Round-Trip Length: 3 miles (loop)
Start Elevation: 6,120’
High Point: 6,664’
Elevation Change: 544’
Skill Level: Easy
Trailhead Location: Deer Creek Canyon Road to Grizzly Drive
A friend and I had planned to go on a hike this morning but the weather forecast called for a 50% chance of rain by 10:00am so last night we decided to postpone it for another weekend. The weather turned out to be pretty good this morning and I was disappointed we had decided to cancel. However, it did give me time to mow and fertilize the lawn, dig up dandelions growing in the yard, and trim some bushes, all of which needed to be done anyway. There was some rumblings of thunder and we did get a shower early afternoon but nothing too heavy here. By late afternoon it didn’t look too bad so I decided to head over to Deer Creek Canyon for a last minute hike. This trailhead is only 10 minutes from the house. It is nice having some hiking options so close to home for last minute and late afternoon/evening hikes.
I headed over to the trailhead and was on the trail around 4:50pm. There were only a few cars in the parking lot – I’m sure the rain earlier in the day kept a lot of people away. I headed up the Meadowlark trail, a hikers only trail. A sign near the beginning of the trail talks about the history of the area. This area started out as a hunting and gathering area for native people. The area was first settled by ranchers, then by prospectors.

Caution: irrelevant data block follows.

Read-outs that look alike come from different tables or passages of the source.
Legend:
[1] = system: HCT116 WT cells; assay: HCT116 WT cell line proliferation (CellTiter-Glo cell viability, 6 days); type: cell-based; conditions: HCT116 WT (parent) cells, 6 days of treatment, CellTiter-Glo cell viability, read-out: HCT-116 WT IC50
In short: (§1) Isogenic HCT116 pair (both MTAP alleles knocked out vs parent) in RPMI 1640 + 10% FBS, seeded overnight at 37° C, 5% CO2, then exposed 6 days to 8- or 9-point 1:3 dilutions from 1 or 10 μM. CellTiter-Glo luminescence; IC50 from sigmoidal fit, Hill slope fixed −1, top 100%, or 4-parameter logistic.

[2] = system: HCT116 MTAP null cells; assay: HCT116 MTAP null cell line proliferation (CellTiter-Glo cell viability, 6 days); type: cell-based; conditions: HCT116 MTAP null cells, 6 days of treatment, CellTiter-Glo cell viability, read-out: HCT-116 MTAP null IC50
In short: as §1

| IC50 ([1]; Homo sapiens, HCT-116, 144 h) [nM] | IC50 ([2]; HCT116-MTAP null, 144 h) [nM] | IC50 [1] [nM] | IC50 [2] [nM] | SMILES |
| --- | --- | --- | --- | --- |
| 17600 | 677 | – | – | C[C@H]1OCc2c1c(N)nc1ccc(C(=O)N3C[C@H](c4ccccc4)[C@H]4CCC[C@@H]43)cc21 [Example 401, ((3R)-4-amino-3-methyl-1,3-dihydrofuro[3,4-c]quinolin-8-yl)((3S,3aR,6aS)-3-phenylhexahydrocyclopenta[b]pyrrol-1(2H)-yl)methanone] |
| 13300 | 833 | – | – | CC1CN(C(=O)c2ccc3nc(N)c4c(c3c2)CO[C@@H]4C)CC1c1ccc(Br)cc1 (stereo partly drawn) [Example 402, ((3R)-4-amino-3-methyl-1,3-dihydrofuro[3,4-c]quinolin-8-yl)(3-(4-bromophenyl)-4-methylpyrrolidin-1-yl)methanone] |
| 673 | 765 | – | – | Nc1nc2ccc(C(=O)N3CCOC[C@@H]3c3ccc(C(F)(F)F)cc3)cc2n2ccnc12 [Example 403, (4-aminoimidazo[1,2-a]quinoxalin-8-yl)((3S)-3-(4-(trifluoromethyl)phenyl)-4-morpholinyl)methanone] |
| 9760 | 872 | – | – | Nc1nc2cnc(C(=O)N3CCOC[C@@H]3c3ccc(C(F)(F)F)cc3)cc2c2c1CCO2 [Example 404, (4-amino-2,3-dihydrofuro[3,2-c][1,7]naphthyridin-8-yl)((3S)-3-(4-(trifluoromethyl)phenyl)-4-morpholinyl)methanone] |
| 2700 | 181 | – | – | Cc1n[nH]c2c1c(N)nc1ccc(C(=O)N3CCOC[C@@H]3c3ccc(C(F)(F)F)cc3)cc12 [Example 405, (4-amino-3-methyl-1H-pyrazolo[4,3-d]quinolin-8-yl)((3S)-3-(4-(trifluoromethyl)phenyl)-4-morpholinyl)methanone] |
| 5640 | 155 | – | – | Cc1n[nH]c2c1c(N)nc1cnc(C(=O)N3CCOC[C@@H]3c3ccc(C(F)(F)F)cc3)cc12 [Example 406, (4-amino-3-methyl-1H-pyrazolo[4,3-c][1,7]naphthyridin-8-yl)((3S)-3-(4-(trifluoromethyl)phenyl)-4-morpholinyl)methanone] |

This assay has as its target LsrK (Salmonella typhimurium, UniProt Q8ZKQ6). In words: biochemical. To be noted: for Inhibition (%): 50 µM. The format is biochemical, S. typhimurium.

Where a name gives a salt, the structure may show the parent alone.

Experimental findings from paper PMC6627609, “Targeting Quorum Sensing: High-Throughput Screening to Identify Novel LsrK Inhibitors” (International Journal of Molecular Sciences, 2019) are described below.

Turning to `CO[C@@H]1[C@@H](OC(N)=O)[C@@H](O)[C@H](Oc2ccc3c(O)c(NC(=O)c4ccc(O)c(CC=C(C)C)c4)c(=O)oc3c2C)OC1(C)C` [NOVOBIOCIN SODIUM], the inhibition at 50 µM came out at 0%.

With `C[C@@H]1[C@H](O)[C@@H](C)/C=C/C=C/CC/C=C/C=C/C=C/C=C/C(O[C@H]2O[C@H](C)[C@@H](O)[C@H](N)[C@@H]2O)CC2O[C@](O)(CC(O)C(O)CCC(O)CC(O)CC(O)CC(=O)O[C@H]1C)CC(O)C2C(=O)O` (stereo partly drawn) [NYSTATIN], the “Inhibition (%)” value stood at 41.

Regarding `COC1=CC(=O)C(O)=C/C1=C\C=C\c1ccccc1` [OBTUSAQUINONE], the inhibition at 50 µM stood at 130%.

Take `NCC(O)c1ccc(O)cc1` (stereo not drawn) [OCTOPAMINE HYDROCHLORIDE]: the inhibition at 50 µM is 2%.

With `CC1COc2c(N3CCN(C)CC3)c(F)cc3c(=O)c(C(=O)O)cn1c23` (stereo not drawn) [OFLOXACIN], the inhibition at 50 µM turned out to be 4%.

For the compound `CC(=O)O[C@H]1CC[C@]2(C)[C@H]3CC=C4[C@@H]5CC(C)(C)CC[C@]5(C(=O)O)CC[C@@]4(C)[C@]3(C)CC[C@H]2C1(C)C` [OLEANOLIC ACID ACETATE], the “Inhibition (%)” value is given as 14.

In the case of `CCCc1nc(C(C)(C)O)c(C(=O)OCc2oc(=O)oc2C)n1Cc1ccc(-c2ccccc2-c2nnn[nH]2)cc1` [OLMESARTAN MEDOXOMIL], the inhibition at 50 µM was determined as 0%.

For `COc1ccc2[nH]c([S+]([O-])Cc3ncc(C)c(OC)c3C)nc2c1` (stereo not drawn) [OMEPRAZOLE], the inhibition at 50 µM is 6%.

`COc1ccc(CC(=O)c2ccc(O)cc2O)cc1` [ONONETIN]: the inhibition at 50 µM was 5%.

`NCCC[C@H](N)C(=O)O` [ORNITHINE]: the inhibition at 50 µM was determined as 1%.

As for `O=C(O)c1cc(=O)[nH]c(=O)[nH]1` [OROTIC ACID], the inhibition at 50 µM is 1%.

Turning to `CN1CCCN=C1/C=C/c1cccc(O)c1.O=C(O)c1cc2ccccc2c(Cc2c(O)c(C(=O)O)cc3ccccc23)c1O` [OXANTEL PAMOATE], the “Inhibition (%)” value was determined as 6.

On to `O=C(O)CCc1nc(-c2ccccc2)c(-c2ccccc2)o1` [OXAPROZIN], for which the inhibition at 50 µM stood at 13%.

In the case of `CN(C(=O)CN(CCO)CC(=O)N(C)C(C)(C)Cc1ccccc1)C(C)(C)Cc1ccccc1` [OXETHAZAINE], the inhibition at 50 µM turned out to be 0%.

Further up the trail, I had nice views to the north.
There were many wildflowers along the trail. The quality of some of these pictures aren’t as good as I only had my iPhone with me. My main camera’s battery needed charging and, because this was a last minute hike, I didn’t have the camera prepared!
Another shot off to the north.
A shot me near the high point looking off to the east.
After 1.6 miles I merged onto the Plymouth Creek trail, a multi-use trail shared by mountain bikers however; today there were no bikers out. I followed Plymouth Creek heading northeast. A shot of the trail.
I soon arrived back at the trailhead parking and the car. A map the entire trail system in the park.
A picture of my route as mapped by my May My Hike app.
As I headed back home, I drove past South Valley Park, another Jefferson County Open Space park. I caught some great reflection pictures in a small pond near the trailhead parking. I never pass up the opportunity to photograph reflection shots!
I headed back home, glad to get out at least for a short hike today.